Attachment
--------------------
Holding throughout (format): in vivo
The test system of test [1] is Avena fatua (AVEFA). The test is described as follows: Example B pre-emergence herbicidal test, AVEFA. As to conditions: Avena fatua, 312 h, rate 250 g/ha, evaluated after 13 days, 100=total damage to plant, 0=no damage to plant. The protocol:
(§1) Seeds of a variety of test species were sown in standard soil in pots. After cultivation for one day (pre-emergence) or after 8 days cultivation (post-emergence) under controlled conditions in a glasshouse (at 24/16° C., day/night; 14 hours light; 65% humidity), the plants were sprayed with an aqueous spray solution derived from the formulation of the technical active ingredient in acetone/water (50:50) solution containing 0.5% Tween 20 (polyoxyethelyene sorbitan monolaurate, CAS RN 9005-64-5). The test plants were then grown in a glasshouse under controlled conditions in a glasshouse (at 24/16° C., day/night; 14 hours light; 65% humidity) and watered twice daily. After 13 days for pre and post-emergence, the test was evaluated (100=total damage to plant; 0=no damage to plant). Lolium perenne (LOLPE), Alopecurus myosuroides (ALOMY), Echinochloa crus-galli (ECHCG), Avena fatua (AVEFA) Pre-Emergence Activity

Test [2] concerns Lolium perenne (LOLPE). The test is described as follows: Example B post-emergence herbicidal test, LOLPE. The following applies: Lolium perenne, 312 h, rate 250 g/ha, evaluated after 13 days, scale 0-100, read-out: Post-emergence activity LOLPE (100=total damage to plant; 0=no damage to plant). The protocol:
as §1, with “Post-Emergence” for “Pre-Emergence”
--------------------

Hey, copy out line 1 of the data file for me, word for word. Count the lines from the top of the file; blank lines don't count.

Holding throughout (format): in vivo